In a look at “Stand Your Ground” laws, ProPublica’s Cora Currier explains that “In 2005, Florida became the first state to explicitly expand a person’s right to use deadly force for self-defense. Deadly force is justified if a person is gravely threatened, in the home, or ‘any other place where he or she has a right to be.’ In Florida, once self-defense is invoked, the burden is on the prosecution to disprove the claim.”

Currier notes, “Most states have long allowed the use of reasonable force, sometimes including deadly force, to protect oneself inside one’s home—the so-called Castle Doctrine. Outside the home, people generally still have a ‘duty to retreat’ from their attacker, if possible, to avoid confrontation. In other words, if you can get away and you shoot anyway, you can be prosecuted. In Florida, there is no duty to retreat. You can ‘stand your ground’ outside your home too.”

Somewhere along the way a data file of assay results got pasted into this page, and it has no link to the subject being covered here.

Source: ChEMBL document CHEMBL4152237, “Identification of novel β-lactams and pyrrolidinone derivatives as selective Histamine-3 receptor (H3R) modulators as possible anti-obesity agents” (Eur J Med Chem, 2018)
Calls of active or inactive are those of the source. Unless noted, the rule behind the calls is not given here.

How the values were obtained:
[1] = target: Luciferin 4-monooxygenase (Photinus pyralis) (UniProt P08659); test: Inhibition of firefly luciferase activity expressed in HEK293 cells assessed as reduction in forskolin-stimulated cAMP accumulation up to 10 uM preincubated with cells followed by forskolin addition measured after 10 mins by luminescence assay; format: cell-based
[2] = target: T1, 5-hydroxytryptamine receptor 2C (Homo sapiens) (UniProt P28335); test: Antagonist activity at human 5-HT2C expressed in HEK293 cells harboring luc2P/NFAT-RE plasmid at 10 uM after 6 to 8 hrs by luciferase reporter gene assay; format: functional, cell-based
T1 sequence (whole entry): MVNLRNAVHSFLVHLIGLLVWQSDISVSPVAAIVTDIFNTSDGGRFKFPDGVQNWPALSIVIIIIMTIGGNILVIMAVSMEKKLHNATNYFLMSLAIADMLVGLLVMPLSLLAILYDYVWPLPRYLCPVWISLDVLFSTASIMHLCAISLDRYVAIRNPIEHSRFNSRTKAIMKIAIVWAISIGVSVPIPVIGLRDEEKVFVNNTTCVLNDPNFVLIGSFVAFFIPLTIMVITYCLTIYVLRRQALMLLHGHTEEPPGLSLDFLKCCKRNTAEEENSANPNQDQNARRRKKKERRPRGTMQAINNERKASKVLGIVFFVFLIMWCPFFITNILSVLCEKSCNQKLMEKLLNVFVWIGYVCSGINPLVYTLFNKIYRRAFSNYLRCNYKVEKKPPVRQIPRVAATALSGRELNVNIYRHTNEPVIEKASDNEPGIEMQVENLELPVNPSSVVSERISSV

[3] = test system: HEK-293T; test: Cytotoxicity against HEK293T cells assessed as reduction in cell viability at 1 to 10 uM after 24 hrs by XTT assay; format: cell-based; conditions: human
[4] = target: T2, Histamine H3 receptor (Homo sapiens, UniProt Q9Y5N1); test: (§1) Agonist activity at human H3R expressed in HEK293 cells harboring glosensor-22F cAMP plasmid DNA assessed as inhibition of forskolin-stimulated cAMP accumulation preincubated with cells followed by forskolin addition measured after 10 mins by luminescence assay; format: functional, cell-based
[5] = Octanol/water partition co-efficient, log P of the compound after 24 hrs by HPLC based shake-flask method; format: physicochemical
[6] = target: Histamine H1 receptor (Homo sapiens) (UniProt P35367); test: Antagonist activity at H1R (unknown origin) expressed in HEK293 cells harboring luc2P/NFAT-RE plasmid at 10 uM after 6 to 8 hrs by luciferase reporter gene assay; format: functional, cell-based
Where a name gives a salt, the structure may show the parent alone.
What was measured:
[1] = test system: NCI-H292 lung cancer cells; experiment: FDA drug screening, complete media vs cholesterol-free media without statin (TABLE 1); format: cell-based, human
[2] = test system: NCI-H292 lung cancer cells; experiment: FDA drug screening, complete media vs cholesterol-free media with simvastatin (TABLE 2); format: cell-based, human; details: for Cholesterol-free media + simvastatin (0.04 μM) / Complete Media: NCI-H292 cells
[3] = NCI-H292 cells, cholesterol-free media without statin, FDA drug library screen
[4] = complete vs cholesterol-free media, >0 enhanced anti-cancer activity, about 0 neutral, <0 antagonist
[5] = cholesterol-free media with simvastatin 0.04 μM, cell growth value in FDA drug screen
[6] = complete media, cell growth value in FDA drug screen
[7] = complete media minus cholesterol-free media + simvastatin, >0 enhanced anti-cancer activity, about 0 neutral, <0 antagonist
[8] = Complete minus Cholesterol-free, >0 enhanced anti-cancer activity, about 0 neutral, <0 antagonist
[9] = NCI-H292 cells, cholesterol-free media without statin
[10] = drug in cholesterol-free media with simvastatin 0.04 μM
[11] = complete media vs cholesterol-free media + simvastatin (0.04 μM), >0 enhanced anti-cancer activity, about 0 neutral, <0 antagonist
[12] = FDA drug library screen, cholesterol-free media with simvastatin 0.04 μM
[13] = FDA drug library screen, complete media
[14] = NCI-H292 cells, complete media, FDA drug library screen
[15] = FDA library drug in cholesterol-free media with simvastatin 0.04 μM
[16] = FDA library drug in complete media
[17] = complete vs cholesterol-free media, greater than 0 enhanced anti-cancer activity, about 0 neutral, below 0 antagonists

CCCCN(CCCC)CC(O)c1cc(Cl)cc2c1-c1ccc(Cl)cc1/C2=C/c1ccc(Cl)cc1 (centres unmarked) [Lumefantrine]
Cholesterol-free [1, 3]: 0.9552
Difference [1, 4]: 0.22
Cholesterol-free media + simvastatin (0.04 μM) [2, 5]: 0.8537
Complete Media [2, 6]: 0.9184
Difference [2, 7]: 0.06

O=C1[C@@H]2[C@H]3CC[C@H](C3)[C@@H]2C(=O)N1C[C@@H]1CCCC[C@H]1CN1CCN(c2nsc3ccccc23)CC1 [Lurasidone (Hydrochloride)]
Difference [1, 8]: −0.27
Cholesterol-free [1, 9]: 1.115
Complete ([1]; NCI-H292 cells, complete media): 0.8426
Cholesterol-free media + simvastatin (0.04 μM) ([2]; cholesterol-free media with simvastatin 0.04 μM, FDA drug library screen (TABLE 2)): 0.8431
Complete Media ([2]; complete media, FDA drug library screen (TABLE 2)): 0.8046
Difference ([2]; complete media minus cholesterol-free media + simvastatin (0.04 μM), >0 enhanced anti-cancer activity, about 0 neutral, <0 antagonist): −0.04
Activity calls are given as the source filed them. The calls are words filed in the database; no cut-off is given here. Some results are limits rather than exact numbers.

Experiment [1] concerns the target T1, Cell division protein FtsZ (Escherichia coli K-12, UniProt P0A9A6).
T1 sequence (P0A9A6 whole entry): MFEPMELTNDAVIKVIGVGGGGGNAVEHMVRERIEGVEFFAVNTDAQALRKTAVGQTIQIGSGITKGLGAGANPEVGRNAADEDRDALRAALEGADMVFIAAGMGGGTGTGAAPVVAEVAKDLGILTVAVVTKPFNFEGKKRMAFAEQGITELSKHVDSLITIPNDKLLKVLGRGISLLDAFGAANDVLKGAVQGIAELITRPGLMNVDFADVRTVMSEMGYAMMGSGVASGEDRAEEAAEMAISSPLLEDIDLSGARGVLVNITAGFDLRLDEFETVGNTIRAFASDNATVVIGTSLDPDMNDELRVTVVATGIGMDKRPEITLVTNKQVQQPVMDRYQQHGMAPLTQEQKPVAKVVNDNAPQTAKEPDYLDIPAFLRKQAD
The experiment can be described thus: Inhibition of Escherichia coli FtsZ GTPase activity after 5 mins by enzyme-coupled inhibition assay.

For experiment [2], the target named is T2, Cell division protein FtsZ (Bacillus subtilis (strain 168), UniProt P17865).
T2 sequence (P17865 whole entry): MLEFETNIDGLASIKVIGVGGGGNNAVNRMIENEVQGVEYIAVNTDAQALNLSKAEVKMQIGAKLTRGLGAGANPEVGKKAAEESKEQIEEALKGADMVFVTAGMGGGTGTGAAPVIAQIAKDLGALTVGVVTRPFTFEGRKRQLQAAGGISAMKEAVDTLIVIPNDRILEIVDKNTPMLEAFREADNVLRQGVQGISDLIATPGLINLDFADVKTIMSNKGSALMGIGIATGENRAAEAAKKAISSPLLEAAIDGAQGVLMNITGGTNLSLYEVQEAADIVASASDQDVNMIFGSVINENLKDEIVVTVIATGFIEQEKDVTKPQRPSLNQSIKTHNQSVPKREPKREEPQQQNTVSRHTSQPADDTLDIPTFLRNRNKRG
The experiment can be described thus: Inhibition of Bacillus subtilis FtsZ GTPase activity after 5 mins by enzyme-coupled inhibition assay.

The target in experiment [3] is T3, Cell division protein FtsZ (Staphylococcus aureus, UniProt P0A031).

Below is a list of 23 states ProPublica have sweeping self-defense laws just like Florida’s:

Click on the state to see its law.

Alabama

Arizona

Georgia

Idaho

Illinois (The law does not includes a duty to retreat, which courts have interpreted as a right to expansive self-defense.)

Indiana

Kansas

Kentucky

Louisiana

Michigan

Mississippi

Montana

Nevada

North Carolina

Oklahoma

Oregon (Also does not include a duty to retreat.)

South Carolina

South Dakota

Tennessee

Texas

Utah

Washington (Also does not include a duty to retreat.)

West Virginia

Visit ProPublica for further reading.

Read this online at http://colorlines.com/archives/2012/03/heres_what_stand_your_ground_gun_laws_do_find_out_if_your_state_has_one.html


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